Offset Printing

Offset printing is a widely used printing technique that involves transferring ink from a printing plate to a rubber blanket and then onto the printing surface. This process is based on the principle that oil and water do not mix, which allows for precise and high-quality printing. Its features are as follows:


  • High efficiency due to fully automated production line
  • High-quality prints with excellent color effects
  • Precise color matching and positional accuracy
  • Low ink usage and cost-effective
  • Glossy finish and resistant to fading
  • Thin layer of ink reduces costs
  • Automated production line reduces labor costs and increases efficiency


Offset printing is an efficient, high-quality, and cost-effective printing technique that produces clear and detailed prints with excellent color effects. With its fully automated production line and precise color matching, offset printing is an ideal choice for businesses and organizations looking for high-quality prints at a low cost.


In the offset printing process, the penetration of printing ink into the paper depends on the properties of the binder, as well as the printing pressure, speed, and the type and surface properties of the paper used. Different types of ink will show different penetration properties and speeds due to differences in viscosity. The penetration of ink into the paper is important for achieving proper adhesion and drying of the ink layer, as well as for reproducing the desired color tones, glossiness, and resistance to friction.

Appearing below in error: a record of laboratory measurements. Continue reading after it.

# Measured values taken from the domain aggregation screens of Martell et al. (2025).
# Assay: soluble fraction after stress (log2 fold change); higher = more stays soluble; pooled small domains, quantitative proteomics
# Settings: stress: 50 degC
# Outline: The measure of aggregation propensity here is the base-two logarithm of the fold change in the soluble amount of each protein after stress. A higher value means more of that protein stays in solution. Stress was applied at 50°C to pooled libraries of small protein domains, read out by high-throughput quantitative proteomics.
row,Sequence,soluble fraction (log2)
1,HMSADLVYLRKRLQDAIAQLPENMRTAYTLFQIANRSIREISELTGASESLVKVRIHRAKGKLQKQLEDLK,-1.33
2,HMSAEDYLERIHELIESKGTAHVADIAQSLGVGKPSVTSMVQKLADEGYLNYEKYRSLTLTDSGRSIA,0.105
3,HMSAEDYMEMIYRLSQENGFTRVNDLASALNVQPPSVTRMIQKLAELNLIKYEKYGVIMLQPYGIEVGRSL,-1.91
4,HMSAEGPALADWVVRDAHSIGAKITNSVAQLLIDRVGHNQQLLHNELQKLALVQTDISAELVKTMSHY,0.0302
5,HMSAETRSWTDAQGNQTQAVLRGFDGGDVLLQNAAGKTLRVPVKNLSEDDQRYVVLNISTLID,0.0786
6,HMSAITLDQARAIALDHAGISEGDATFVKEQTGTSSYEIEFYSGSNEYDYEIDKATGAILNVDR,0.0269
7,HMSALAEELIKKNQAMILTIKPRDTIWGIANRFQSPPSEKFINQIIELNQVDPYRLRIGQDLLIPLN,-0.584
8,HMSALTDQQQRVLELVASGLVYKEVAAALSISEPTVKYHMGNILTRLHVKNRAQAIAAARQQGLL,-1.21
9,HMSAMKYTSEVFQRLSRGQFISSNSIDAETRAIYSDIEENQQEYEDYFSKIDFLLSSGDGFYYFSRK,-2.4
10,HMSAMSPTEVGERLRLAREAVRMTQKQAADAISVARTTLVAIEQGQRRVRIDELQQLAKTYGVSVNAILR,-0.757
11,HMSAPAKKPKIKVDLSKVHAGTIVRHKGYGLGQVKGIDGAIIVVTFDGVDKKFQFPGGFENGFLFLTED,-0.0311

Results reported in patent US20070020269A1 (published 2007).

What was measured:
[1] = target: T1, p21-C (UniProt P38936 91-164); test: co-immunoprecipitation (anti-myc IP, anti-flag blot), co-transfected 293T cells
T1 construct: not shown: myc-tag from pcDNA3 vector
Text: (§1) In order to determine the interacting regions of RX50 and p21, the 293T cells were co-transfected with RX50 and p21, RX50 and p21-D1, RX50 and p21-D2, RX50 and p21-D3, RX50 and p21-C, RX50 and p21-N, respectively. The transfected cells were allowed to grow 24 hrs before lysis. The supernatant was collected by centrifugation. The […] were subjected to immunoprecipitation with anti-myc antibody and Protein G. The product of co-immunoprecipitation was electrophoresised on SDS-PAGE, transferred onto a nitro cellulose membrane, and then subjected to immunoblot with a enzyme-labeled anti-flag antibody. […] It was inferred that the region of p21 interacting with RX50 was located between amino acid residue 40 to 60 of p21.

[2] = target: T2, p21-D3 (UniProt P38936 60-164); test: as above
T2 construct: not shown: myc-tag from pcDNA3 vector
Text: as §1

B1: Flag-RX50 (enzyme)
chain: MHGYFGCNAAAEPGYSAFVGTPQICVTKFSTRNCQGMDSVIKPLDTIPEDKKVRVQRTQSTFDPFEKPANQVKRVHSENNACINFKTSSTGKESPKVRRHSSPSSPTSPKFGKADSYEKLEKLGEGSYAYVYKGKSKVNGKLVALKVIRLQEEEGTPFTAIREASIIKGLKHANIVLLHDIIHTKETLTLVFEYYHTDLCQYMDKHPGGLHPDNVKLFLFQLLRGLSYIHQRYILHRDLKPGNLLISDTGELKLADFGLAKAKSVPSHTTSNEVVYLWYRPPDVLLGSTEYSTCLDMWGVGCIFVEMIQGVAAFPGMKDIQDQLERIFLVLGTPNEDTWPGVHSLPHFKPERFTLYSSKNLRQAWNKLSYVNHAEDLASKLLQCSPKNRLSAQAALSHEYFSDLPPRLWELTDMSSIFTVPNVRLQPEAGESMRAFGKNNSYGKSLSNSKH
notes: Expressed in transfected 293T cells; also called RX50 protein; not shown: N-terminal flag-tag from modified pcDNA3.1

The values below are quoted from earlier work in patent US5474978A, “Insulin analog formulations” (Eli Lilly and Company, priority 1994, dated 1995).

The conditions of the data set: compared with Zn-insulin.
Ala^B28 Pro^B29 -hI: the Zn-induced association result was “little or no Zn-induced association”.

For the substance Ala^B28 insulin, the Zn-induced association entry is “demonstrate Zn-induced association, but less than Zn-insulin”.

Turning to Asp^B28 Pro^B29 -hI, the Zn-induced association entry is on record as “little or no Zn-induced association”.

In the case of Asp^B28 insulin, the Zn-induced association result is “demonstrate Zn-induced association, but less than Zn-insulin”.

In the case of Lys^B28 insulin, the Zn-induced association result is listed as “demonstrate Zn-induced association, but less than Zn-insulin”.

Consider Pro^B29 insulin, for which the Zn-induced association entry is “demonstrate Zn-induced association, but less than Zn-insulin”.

When the ink's penetration and the paper's absorbency are too strong, it can cause powdering or show-through, leading to a significant decrease in color, glossiness, and resistance to friction. When the ink's penetration is too weak, it can cause the back of the printed sheet to become sticky, and in severe cases, sheets can stick together in stacks.


One of the key aspects of offset printing is achieving accurate registration, which refers to the alignment of different colors and elements on the printed page. This is essential for producing high-quality, multicolor prints. To ensure accurate registration, printers use a process called "trapping," which involves overlapping colors slightly to prevent gaps or white spaces between them.


Another important factor in offset printing is ink-water balance, which is crucial for achieving consistent and even printing. This balance ensures that the ink adheres properly to the printing surface and does not smudge or smear. Achieving the right balance requires careful calibration of ink viscosity, water flow, and other factors.


Offset printing is a versatile and cost-effective printing technique that is used for a wide range of applications, from books and magazines to packaging and marketing materials. With its ability to produce high-quality prints quickly and efficiently, offset printing remains a popular choice for many businesses and organizations.